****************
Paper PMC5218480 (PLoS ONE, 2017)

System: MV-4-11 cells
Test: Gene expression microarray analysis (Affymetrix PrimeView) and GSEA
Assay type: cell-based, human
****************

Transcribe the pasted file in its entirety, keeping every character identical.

Paper PMC5218480 (PLoS ONE, 2017)

System: MV-4-11 cells
Test: Gene expression microarray analysis (Affymetrix PrimeView) and GSEA
Assay type: cell-based, human